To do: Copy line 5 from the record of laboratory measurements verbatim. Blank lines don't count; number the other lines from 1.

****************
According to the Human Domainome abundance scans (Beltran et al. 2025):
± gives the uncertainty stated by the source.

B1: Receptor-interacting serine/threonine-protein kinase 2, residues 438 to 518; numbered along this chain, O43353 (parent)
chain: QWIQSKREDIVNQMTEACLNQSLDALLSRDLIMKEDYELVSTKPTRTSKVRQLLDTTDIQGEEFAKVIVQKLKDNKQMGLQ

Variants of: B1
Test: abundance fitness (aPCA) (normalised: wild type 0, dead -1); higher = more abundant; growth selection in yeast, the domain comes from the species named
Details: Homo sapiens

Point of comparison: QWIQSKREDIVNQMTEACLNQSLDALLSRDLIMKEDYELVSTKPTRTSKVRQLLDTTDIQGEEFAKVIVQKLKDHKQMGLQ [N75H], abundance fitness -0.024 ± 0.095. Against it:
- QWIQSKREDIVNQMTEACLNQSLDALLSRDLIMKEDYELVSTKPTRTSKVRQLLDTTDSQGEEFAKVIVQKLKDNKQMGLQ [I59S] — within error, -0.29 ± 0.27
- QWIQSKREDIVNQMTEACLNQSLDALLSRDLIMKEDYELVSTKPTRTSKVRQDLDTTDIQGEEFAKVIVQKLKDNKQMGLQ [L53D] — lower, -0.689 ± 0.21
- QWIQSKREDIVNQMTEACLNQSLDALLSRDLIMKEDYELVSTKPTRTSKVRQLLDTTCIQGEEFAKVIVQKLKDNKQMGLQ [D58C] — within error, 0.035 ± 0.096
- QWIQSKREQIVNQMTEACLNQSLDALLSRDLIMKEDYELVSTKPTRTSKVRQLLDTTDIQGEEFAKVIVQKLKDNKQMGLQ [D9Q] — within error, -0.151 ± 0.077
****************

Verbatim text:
Variants of: B1